Transportation Turned Performance Art: Nairobi’s Matatu Crews

NAIROBI, Kenya — Clutching the door frame, Sheriff Safania Maina leans out of the bus as it hits potholes going 45 miles per hour. He jumps out of the door of the vehicle as it slows down. He starts to run alongside it. He yells, encouraging people to board. He spots a prospective passenger and bangs on the side of the vehicle to signal the driver to stop. He helps a woman with her bag get on. He hops back in.

“This is my office,” he yells, as “Humble” by Kendrick Lamar blares out of bus’s 28 speakers.

Mr. Maina is one of many young people in Nairobi who work on a matatu, the privately owned buses that have transported at least 60 percent of Nairobi’s population since the early ’60s. The word matatu comes from the Kikuyu word for “three,” referring to the three ten-cent coins used to pay for a ride to the city when matatus first started operating. In the mid-to late 1990s, matatu drivers became known in Nairobi for their infamously dangerous driving habits, and the industry was linked with violent criminal gangs like Mungiki, who infiltrated matatu routes and extorted “protection” money from matatu crews.

In 2004, the government attempted to clean up the industry and instated the Michuki rules, which require matatus to have speed regulators, proper seatbelts and a uniformed crew. But these rules were rarely enforced because of police corruption on the streets, according to John Gichigi, the branch executive officer at Matatu Owners Association. In 2010, in efforts to eliminate gangs from the industry, matatu owners became members of a SACCO or a Savings and Credit Cooperation Organization. There are multiple privately owned SACCO’s in Kenya. They are cooperatives which make it easier to register and manage the matatus and their routes.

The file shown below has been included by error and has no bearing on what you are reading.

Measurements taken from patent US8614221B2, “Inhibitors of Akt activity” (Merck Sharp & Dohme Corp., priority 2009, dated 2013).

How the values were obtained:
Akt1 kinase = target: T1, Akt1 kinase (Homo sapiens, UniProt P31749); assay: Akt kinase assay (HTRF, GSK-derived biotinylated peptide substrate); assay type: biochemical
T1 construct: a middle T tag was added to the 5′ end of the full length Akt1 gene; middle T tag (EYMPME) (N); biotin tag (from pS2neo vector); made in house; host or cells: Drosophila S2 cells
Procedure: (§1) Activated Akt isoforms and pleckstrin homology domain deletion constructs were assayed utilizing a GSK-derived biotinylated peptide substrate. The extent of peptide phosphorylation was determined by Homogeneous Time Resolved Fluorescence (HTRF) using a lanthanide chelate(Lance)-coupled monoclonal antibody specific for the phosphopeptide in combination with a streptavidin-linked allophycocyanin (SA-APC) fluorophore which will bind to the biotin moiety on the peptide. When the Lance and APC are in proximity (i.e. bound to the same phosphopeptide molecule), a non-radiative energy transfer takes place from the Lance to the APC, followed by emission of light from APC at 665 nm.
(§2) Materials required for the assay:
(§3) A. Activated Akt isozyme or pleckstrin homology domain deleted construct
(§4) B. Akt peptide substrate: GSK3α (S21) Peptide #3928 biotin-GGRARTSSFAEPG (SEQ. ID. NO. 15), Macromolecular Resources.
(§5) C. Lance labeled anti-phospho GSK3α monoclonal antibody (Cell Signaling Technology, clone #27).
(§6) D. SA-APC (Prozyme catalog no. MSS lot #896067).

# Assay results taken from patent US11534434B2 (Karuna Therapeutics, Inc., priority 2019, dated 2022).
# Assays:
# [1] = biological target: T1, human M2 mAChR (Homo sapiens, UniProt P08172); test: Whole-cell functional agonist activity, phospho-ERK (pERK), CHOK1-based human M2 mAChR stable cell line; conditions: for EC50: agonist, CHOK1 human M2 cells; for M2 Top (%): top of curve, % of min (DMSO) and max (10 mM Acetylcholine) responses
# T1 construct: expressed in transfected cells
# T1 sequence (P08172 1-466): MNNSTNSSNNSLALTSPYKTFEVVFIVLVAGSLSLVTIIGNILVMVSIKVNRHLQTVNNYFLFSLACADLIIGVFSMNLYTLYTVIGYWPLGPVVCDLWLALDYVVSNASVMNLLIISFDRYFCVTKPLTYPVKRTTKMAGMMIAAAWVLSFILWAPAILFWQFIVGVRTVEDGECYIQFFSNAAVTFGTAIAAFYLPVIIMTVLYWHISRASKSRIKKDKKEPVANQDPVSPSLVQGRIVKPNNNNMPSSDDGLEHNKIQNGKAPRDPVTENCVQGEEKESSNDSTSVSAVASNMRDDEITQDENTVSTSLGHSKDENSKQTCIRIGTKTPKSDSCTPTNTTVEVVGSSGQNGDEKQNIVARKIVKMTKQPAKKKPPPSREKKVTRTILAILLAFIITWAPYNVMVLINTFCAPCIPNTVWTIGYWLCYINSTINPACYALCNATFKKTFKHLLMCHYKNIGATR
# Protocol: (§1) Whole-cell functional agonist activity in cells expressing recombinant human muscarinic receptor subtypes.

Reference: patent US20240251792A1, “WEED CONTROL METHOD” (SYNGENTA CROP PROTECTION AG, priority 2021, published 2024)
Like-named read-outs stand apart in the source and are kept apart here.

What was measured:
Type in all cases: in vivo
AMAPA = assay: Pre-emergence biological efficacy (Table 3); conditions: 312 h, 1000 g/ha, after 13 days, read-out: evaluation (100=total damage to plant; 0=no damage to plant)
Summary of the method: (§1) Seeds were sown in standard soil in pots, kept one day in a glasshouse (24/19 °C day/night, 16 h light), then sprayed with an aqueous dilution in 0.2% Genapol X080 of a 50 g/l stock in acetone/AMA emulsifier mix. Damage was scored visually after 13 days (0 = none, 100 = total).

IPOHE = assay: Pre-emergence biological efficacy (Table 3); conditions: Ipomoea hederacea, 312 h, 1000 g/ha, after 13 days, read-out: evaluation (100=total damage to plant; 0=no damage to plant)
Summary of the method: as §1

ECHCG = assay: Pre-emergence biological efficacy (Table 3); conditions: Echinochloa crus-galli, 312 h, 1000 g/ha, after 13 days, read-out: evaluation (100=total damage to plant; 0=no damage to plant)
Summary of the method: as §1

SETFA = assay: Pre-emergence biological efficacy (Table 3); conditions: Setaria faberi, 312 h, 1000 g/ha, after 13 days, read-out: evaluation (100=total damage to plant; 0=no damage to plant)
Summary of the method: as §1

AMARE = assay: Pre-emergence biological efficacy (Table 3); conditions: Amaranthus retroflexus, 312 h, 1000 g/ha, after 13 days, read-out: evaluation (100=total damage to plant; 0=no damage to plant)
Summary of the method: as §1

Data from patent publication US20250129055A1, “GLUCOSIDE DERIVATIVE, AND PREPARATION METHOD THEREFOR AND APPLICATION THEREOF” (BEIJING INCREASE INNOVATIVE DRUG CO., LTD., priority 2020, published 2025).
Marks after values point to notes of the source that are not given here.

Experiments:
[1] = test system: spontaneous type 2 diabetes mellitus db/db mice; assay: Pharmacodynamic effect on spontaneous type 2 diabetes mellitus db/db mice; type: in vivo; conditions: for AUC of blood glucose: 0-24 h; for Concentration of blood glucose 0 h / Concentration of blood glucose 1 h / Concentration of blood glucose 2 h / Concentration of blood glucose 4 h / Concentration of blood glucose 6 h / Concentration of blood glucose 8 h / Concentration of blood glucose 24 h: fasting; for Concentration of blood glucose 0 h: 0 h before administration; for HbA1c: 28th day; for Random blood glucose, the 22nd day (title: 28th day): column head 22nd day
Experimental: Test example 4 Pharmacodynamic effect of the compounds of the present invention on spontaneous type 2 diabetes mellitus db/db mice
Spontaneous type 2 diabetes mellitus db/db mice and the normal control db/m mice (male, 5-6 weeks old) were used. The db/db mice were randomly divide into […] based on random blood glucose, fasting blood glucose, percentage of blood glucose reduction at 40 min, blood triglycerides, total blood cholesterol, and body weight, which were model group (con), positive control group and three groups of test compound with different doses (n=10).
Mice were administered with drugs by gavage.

Today, a growing number of young people in Nairobi have been trying to rebrand matatu culture, once seen as dangerous and reckless, through polite manners, art and social media.

Mr. Maina has more than 4,500 followers on Instagram, and said that posting regularly helps maintain his brand. In a post from January, he stands in front of Woodini, the matatu on which he works, staring defiantly into the camera as passengers look on.

“Most of my clients, I got them through social media,” he says. “They see my posts and they want to come ride with me.” There are a lot of matatus on each route, so passengers choose to ride the matatus considered the coolest on their route.

“Be clean, dress smartly, be polite,” said Brian Ouma, Woodini’s driver, of the unofficial rules on his matatu. “Before, the job was associated with riffraff, but we want to change that perception. Customers come for the experience.”

In Nairobi’s Central Business District, matatus line up next to leafy palm trees and fried chicken and chip shops in anticipation of customers, featuring a variety of themes.

A Scooby Doo-themed matatu is painted neon pink and has a fluffy Scooby Doo doll hanging on the dashboard. Down the road, on the Breaking Bad, images of the characters Walter White and Jesse Pinkman and a gold periodic table elements outfit the matatu. On Giovanni, a Spartan helmet sits above the number 300 spray painted across the windows as a nod to the film. There is even an Iggy Azalea-themed one.

Anna Mugure, one of the only female matatu drivers, steers Revolt, a bus covered in graffiti of revolutionary leaders like Malcolm X and Che Guevara. She said she has had to be more aggressive on the road — and with the matatu community.